Once Upon A Time
It was my third high school. I was sitting in Auto Shop Class. It was the only elective available for someone who transferred mid-semester. Mr Lingenfelter was talking about draining brake fluid when I felt a tap on my shoulder.
I leaned back without turning around.
Do you play bass? he asked.
I was surprised at the question so I turned around. He had long blonde hair, a mouth full of braces in a mouth too big for his small face.
Uh, I can play scales on a guitar?
Good enough. Wanna be in my band?
I don't have a bass.
I have one you can use.
Cool. You're in.
I had no idea what I was doing the first time I played with Doug's band - aptly named Confusion. The bass he had for me was a garage sale special with action so bad I had to almost stand on a string to get it to the fret board.
At the same time I was a regular at my local church youth group. They needed a bass player so, I volunteered as tribute. The church had a much nicer Fender Squire bass. I liked it. So... I borrowed it on occasion for my not so jesus-y gigs with Confusion.
My grades were improving (to this day I have no idea how I actually graduated) and my dad realized I was actually doing this music thing.
A year later, for Christmas, I had this gorgeous red thing under the tree.
|She likes to be slapped.|
I need to stop right here and disabuse you of any notion that I was at good at playing bass. I was a hack. But seventeen year old girls can't tell the difference between a bass and a guitar and that was fine with me.
Eventually, Confusion disbanded. College and shit.
I also left the church and it's band of merriment makers.
When I joined the Air Force I took her with me. First to Monterey, then to Dover. I jammed here and there. Even joined a band for a time in Delaware.
I also had a temperamental ex. She was not a fan of me or my bass. Really, that relationship is a case study of why nineteen year old manchilds should never be allowed to date.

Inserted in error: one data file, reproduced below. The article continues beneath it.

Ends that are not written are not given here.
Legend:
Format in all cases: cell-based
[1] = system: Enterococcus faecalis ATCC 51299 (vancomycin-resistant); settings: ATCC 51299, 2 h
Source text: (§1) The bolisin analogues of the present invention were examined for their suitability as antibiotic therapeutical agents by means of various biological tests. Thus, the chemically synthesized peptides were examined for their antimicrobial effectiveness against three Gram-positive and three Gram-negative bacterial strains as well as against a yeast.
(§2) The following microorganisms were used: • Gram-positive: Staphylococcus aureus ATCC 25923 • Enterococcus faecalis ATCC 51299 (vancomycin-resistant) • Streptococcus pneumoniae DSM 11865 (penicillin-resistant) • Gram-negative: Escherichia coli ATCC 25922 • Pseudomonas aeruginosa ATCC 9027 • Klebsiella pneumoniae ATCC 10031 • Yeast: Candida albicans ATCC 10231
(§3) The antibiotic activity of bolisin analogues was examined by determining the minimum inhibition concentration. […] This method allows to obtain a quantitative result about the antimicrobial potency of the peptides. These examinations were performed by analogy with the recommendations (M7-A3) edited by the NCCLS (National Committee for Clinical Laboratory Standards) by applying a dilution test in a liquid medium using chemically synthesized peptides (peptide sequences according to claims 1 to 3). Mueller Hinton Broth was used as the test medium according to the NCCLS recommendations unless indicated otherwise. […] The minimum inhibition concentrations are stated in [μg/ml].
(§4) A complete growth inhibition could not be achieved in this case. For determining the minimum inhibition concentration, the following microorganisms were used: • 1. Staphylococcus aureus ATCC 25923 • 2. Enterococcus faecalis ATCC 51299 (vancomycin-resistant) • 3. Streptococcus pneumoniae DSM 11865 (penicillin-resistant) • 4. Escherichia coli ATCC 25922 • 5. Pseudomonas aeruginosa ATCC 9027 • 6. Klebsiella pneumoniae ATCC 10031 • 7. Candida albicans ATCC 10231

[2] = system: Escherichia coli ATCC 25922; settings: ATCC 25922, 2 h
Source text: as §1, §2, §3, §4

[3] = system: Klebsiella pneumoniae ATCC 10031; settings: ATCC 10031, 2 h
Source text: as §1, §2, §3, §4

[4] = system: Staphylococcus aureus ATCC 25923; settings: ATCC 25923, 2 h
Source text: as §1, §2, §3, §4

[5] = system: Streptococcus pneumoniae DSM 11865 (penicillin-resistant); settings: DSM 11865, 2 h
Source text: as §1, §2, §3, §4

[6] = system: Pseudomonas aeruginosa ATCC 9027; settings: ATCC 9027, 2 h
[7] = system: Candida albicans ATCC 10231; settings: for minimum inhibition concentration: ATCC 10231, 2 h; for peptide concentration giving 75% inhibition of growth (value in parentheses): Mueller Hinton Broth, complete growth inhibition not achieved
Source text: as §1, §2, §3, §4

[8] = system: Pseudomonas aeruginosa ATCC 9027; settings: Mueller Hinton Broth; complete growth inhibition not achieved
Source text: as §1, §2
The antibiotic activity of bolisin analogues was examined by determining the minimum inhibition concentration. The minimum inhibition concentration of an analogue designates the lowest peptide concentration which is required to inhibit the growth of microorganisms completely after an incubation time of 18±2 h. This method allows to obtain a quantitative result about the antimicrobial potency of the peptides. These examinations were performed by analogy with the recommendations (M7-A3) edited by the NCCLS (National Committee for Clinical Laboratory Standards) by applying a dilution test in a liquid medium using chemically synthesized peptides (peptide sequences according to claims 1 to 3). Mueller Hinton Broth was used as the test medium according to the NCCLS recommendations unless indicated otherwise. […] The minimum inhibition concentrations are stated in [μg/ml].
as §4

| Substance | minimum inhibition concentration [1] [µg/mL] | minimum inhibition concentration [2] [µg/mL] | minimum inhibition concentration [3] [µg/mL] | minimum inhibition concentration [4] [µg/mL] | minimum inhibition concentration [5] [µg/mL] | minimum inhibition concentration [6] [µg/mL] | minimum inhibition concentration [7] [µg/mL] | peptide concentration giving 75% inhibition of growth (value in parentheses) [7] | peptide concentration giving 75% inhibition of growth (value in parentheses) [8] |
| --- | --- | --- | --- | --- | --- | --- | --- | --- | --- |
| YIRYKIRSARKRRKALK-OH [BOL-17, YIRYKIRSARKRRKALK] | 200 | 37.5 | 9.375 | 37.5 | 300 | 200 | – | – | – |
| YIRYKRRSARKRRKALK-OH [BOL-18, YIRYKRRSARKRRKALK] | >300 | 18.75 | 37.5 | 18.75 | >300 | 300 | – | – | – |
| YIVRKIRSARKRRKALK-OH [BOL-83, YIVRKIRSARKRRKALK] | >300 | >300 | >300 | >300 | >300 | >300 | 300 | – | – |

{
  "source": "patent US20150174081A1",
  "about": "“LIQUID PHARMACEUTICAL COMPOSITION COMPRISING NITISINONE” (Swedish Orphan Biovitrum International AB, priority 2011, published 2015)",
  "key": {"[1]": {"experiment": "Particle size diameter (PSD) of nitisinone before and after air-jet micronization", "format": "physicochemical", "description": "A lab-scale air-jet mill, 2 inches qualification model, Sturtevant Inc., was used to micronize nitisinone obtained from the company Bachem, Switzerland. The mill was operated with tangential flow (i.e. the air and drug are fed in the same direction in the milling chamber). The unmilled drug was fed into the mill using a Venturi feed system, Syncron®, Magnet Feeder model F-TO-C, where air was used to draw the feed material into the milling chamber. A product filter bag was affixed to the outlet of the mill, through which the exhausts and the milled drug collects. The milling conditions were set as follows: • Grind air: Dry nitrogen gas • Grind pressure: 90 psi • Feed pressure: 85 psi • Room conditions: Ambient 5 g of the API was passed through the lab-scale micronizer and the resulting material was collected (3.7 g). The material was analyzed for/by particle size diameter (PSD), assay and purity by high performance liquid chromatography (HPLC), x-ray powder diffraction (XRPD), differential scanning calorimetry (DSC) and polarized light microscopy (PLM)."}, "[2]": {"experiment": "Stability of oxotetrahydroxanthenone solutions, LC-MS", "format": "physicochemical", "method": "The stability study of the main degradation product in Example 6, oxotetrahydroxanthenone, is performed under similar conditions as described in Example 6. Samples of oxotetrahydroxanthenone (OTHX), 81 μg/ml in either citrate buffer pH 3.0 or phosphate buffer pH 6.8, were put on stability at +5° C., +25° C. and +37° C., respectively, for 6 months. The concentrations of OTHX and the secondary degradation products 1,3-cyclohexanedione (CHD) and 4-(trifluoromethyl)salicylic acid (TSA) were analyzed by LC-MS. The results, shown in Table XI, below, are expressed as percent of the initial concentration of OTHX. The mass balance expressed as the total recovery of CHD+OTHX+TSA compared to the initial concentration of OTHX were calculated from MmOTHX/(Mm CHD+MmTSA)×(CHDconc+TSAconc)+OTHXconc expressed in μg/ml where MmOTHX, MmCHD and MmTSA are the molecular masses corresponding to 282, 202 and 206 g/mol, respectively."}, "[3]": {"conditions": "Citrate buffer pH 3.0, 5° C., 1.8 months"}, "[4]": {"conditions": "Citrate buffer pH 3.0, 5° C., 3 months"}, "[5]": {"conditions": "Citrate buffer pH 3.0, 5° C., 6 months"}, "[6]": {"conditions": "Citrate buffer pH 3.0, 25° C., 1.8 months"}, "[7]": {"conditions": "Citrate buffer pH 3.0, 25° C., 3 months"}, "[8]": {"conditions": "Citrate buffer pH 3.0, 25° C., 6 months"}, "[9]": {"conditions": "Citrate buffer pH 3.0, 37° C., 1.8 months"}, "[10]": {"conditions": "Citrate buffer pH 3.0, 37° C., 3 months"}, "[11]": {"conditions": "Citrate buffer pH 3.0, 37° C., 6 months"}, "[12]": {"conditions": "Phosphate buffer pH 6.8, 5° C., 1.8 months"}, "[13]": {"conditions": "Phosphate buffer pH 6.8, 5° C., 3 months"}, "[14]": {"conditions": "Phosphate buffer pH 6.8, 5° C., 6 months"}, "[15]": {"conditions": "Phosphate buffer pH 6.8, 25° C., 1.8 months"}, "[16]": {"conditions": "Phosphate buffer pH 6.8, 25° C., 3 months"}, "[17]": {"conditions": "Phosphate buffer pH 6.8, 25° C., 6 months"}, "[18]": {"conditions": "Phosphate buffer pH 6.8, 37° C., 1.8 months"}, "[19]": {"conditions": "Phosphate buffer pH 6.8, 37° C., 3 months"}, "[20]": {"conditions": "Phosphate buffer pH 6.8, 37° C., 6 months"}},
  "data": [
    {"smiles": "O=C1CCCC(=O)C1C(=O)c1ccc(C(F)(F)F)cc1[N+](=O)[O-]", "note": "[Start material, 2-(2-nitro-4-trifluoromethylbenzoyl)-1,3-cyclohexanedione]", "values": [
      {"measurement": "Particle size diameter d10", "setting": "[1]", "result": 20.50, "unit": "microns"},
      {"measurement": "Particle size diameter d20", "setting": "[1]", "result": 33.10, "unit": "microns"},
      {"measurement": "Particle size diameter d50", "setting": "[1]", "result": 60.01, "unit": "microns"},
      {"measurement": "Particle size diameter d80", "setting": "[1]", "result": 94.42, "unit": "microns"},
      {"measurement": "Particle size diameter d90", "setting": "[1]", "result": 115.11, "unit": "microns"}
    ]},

One day, whilst I was serving our glorious country on a base in a state you cannot find on a map, she decided to take a machete to my gorgeous bass and toss it off our second story apartment balcony.
It was the first time in my life I seriously considered homicide. I knew I could dump her into the Atlantic and she would never be found. I also knew I would be the most likely suspect.
I took the broken bits and drove her to a local music store. In Delaware that meant driving to Maryland.
Music repairman suggested buying a new bass. Said it would be more cost effective. I said no. He suggested I replace the entire neck, bridge, fret board. I said no. He said it wouldn't ever play or sound the same. I said I don't care. He said filling the gouges and repainting would cost more than a new bass. I said that is superficial so leave it. Just make her work again.
He repaired her.
|If you really look, you can see where the fret board separated from the neck.|
Like she'd lived the blues.
For years I left her naked, her scars on display for the world.
Then, one day, I stopped playing.
She got put in her case and put away.
Then, one day, my dad died.
When the hullabaloo that accompanies all deaths and funerals finally subsided, I took her out.
She was a connection to my dad. She was one of the few connections with him that I didn't have to share.
After a time I put her away again. I moved on in my life. Back to Monterey. Then onto a life with TGB.
When we made our home here in Mexico Beach I took her out again. I decided she needs to breathe, be a part of this world. So I put her on display.
She is a beautiful mess of a bass, but she is a self-conscious girl. So I covered her scars.
|Little bits of the life I have lead cover her scars.|
After the hurricane she went back into her case and back into storage.
Now, she is finally home. She is safe and has a view of the sea from her lofty perch on my office wall.
Don't worry, she will get played. A lot.
You can always put to music what you can't say in words. That's what my dad once told me.
The bass guitar is a far superior instrument to a guitar, or even a piano. A bass carries a song. It is the foundation. Without it, your favorite song sucks.
The bass gives a song its soul.
That is my religion.